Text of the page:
Prognostic performance of the 2017 World Workshop Classification on staging and grading of periodontitis compared with the British Society of Periodontology's implementation

Research output: Contribution to journalArticlepeer-review

Authors

  • Himabindu Dukka
  • Muhammad H. A. Saleh
  • Giuseppe Troiano
  • Andrea Ravidà
  • Hom‐lay Wang
  • Henry Greenwell

Colleges, School and Institutes

External organisations

  • University of Michigan
  • University of Foggia
  • University of Louisville

Abstract

Background
The British Society of Periodontology (BSP) implemented a simplified version of the 2017 World Workshop Classification (WWC) on staging and grading of periodontitis, for use in UK clinical practice. The aim of this study was to assess the long-term (>10 years) prognostic capability of BSP's implementation (BSP-i) compared with the 2017 WWC, using periodontal-related tooth loss (TLP) as a disease outcome.

Methods
Data on medical history, smoking status, and clinical periodontal parameters were retrieved from 270 patients who received non-surgical and surgical periodontal therapy from 1966 to 2007. Each patient received a baseline diagnosis according to the 2017 WWC and the BSP-i guidelines for implementation. Univariate multilevel Cox regression frailty models were performed to analyze the association between variables with TLP. A post-hoc comparison with Bonferroni correction was performed to analyze interclass comparisons. The prognostic performance of both systems was analyzed using Harrell C index.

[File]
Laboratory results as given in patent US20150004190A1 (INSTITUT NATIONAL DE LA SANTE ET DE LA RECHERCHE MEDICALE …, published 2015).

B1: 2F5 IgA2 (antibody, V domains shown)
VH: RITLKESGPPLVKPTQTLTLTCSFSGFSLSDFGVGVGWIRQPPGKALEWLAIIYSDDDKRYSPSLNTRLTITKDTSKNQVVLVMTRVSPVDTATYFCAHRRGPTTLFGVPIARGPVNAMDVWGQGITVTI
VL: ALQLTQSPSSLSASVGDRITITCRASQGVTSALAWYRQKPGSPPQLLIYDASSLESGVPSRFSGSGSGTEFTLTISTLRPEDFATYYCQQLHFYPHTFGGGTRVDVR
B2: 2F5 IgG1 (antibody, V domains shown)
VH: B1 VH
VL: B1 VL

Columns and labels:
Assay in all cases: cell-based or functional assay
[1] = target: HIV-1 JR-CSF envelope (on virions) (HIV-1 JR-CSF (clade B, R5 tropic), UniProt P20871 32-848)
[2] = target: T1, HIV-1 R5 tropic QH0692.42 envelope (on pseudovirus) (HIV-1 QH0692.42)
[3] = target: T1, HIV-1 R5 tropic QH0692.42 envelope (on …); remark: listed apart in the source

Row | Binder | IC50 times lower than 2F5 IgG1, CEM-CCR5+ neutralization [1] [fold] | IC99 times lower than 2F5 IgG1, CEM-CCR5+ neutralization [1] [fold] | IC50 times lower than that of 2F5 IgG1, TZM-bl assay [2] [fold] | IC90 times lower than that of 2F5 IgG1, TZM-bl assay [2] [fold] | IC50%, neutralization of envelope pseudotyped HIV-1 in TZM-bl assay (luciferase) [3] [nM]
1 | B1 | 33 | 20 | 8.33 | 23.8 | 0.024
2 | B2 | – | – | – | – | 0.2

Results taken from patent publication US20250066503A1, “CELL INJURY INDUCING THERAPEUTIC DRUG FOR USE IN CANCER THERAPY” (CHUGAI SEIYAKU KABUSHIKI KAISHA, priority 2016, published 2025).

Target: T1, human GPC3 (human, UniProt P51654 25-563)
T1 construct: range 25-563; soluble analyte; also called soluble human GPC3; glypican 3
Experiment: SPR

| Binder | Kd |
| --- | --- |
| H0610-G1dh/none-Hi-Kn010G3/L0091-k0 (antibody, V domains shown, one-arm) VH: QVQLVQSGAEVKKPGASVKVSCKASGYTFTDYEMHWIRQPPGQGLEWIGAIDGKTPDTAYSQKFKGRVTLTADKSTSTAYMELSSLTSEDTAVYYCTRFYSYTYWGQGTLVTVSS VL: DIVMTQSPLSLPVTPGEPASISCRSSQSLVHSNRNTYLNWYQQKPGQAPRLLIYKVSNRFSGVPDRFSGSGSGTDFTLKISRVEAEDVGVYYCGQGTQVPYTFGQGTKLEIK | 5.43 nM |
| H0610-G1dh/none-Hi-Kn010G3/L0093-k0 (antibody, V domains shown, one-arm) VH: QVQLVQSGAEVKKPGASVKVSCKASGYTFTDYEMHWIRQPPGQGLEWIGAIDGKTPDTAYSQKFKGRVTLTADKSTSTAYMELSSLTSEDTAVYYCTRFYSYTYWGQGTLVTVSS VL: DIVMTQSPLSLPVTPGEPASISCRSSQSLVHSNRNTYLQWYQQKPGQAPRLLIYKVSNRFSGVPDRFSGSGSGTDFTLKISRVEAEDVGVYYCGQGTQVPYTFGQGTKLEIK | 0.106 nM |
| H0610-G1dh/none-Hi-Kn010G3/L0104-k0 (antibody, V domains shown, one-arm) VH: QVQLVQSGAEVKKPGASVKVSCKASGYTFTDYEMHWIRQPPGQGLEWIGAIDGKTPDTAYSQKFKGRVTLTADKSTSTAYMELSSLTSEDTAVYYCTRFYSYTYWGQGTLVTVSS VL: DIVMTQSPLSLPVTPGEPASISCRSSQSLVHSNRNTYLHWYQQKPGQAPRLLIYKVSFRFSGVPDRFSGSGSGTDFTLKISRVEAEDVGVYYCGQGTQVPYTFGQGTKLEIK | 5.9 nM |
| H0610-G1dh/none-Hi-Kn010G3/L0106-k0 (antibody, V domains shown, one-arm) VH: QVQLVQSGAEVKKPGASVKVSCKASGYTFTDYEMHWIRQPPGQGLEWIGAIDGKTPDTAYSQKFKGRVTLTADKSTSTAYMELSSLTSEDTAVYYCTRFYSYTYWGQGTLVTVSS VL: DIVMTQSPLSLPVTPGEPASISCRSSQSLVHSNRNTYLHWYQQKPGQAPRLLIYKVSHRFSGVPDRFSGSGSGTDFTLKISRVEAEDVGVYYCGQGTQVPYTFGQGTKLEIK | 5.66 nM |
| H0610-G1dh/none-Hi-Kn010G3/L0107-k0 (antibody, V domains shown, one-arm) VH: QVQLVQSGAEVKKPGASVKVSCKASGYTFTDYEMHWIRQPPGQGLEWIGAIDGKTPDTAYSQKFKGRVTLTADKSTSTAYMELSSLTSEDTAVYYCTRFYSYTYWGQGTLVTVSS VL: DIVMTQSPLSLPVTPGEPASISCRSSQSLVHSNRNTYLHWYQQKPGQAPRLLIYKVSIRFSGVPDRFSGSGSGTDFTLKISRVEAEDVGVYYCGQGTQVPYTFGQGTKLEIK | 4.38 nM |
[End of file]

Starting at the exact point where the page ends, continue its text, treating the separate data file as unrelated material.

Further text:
Results
The prognostic performance of both systems was very similar (0.922 for the 2017 WWC and 0.925 for the BSP-i). The singular prognostic performance of BSP stage was slightly higher than that of 2017 WWC stage (0.9212 versus 0.9188), while the 2017 WWC grade showed a slightly better performance than BSP grade (0.9175 versus 0.9155). BSP-i's extent performed better than the 2017 WWC extent (0.9203 versus 0.9098); however, in the 2017 WWC extent, the class “localized” was associated with a better prognosis than “generalized.”

Conclusion
The overall prognostic performance of the two systems was excellent, with both systems having a Harrell C index score of >0.92.

Details

Original languageEnglish
JournalJournal of Periodontology
Early online date27 Jul 2021
Publication statusE-pub ahead of print - 27 Jul 2021